March 23, 2014 | Posted in LGBT THEMES, ROMANCE | By

“After Ben”: A contemporary gay romance about moving on that fails to move fast enough.

"After Ben" by Con Riley.

“After Ben” by Con Riley. Buy it now at Amazon.

My Rating: * (1 out of 5 stars)

A year ago, Theo Anderson unexpectedly lost his longtime partner Ben. Since then, he’s been living in a state of limbo, grieving for his loss and unable to fully move on with his life. Beyond his job, the only thing Theo has to keep himself occupied is a local political forum online, where he engages in debates with other Seattle residents, all anonymous behind their screen names.

One day a new member of the forum, “Morgan”, comes along to liven things up and catches Theo’s attention. At the same time that he starts private messaging with Morgan, he allows himself to explore some casual attention from Peter, an attractive man about his same age at his gym. Peter is clearly interested in Theo and seems like a great guy, but is Theo really ready to take that step into a new romance? Meanwhile, things are stirred up at Theo’s office when he hires two new interns, Evan and Joel, who couldn’t seem to be more different from each other.

Theo is increasingly drawn to sharing his story and his troubles with Morgan, and they even begin flirting with each other—but Morgan refuses to meet Theo in person. Will Theo ever find out who Morgan is, and will he be able to find love again: with Peter, with Morgan, or with someone else?


I was drawn to check out this title because it seems so difficult to find m/m stories and erotic fiction featuring more mature characters (or age gap relationships that don’t mean a 30-something man with a teenager just out of high school). I’m not especially interested in the romantic adventures of teens and young twenty-somethings, and this seems to be a genre of fiction where a character in his thirties is pretty much considered “old”. So the idea that the main character was a 40-something man who had not long ago lost his 50-something partner? Sign me up!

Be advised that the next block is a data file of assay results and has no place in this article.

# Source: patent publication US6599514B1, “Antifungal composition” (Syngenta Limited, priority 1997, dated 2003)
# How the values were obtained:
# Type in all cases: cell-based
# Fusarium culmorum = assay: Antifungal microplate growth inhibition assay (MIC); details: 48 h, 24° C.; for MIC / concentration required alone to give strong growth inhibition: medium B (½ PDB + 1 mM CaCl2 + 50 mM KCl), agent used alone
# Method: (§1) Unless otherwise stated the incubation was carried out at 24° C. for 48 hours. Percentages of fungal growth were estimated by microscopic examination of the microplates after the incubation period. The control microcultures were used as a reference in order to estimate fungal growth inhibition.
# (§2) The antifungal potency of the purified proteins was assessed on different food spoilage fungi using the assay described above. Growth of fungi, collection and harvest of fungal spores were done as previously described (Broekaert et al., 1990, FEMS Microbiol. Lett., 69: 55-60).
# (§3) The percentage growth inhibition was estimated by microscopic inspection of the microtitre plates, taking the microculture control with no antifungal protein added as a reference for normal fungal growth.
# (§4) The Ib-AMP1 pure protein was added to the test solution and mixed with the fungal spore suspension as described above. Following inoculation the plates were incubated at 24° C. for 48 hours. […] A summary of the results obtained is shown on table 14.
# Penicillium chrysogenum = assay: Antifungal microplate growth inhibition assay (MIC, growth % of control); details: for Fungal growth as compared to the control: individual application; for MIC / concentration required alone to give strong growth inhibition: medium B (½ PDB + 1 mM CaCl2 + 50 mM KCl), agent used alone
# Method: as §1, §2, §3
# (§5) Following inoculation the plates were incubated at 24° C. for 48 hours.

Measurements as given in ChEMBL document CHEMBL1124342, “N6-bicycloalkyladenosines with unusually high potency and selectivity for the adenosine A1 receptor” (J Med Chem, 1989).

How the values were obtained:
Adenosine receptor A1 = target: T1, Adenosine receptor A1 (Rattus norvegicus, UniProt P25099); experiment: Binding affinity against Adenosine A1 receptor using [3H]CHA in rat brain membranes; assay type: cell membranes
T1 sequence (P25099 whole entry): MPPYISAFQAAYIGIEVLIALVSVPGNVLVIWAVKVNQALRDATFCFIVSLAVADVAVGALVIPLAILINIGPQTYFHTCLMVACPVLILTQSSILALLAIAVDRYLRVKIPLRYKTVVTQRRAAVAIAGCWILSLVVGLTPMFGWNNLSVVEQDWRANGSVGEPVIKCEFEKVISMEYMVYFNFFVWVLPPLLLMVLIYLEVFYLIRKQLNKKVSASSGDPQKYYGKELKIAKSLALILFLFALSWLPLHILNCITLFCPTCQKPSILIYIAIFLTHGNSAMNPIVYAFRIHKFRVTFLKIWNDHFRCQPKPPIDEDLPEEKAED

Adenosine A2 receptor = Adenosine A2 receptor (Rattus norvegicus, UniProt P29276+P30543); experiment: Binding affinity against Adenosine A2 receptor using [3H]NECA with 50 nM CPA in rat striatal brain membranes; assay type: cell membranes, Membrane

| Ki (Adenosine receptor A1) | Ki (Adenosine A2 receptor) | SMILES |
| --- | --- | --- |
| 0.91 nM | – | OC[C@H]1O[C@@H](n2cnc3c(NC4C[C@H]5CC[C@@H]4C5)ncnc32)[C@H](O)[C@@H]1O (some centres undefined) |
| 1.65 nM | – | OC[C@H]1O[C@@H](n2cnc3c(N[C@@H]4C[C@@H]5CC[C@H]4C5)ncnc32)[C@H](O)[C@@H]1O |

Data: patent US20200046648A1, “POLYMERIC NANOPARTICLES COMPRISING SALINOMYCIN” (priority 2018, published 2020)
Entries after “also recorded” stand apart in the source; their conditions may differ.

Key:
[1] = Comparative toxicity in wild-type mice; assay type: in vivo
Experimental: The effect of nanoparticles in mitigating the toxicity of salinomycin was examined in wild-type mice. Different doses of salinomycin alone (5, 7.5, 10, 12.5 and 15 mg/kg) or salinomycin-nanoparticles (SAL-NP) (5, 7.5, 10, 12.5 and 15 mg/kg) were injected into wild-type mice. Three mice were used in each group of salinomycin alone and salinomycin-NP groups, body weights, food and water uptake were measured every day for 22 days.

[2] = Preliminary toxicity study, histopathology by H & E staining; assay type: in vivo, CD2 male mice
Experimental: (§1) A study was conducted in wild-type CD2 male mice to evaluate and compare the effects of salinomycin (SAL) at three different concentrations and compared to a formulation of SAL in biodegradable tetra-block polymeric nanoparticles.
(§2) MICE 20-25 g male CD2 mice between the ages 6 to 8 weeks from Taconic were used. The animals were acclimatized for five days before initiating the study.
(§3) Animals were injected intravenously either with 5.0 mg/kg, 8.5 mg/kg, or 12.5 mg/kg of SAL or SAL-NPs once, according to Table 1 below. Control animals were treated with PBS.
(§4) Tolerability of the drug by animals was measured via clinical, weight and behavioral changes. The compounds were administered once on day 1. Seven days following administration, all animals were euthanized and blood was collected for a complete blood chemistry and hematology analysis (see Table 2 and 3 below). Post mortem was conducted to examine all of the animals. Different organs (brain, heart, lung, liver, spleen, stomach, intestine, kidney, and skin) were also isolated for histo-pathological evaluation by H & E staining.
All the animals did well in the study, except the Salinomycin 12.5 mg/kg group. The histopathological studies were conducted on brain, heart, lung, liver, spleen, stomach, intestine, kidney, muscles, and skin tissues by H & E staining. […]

However, I probably should have read the first chapter excerpt on the Dreamspinner Press website before ordering the book—because I might have realized how much I disliked the author’s writing style and that “After Ben” was going to be a very tedious 300 pages of so little happening. I only finished this book out of a sense of obligation so that I could post this review: I found the novel utterly boring and bland, a story full of characters I never felt engaged with and where I kept waiting for an actual plot to kick into gear. Unfortunately the “plot” basically boils down to this: Theo is depressed and can’t commit to a new relationship. Theo hangs out on an internet forum and meets a mysterious stranger. Theo hires interns who are supposed to be funny and cute, and there is a little office drama over who is attracted to whom. Theo finally finds out who Morgan is. He finally is able to start a relationship with someone new. The end.

If that’s all you need for 300 pages of a novel, then maybe this is a book you’ll enjoy. Me? I want something more to happen than that for such a time and reading commitment.

“After Ben” also suffers from a terrible case of authorial “telling-and-not-showing” syndrome. That is, we’re repeatedly told how clever and witty Morgan is on this political forum, but we don’t really see any examples of him in action. Yes, we are given snippets of his PM conversations with Theo but that’s it. Theo’s own postings there are never actually shown (until just about the very end of the story in one of the final chapters.) Paragraph after paragraph gets devoted to discussion of this forum and the postings there but we don’t see any of it except in summary: